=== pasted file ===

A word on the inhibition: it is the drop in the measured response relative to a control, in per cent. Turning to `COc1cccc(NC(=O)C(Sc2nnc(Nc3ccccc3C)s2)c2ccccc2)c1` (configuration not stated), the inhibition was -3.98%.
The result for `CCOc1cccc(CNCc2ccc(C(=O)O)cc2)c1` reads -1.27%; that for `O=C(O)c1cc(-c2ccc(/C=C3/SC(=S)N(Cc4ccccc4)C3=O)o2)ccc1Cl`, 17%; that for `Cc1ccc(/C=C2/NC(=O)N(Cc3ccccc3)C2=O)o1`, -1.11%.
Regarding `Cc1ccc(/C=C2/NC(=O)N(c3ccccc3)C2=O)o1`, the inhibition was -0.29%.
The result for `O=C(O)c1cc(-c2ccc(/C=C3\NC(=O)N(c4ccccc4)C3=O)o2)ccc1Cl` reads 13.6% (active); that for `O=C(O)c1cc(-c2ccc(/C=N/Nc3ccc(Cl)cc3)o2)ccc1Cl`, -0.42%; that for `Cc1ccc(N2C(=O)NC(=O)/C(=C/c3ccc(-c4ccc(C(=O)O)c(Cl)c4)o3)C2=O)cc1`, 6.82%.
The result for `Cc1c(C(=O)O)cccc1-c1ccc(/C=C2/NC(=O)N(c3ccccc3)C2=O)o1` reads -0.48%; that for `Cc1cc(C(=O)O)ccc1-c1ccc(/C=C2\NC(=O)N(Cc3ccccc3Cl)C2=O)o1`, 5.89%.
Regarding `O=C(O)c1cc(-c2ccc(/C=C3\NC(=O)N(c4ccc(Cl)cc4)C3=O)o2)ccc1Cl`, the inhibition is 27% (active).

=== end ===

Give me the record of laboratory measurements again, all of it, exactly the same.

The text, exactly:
A word on the inhibition: it is the drop in the measured response relative to a control, in per cent. Turning to `COc1cccc(NC(=O)C(Sc2nnc(Nc3ccccc3C)s2)c2ccccc2)c1` (configuration not stated), the inhibition was -3.98%.
The result for `CCOc1cccc(CNCc2ccc(C(=O)O)cc2)c1` reads -1.27%; that for `O=C(O)c1cc(-c2ccc(/C=C3/SC(=S)N(Cc4ccccc4)C3=O)o2)ccc1Cl`, 17%; that for `Cc1ccc(/C=C2/NC(=O)N(Cc3ccccc3)C2=O)o1`, -1.11%.
Regarding `Cc1ccc(/C=C2/NC(=O)N(c3ccccc3)C2=O)o1`, the inhibition was -0.29%.
The result for `O=C(O)c1cc(-c2ccc(/C=C3\NC(=O)N(c4ccccc4)C3=O)o2)ccc1Cl` reads 13.6% (active); that for `O=C(O)c1cc(-c2ccc(/C=N/Nc3ccc(Cl)cc3)o2)ccc1Cl`, -0.42%; that for `Cc1ccc(N2C(=O)NC(=O)/C(=C/c3ccc(-c4ccc(C(=O)O)c(Cl)c4)o3)C2=O)cc1`, 6.82%.
The result for `Cc1c(C(=O)O)cccc1-c1ccc(/C=C2/NC(=O)N(c3ccccc3)C2=O)o1` reads -0.48%; that for `Cc1cc(C(=O)O)ccc1-c1ccc(/C=C2\NC(=O)N(Cc3ccccc3Cl)C2=O)o1`, 5.89%.
Regarding `O=C(O)c1cc(-c2ccc(/C=C3\NC(=O)N(c4ccc(Cl)cc4)C3=O)o2)ccc1Cl`, the inhibition is 27% (active).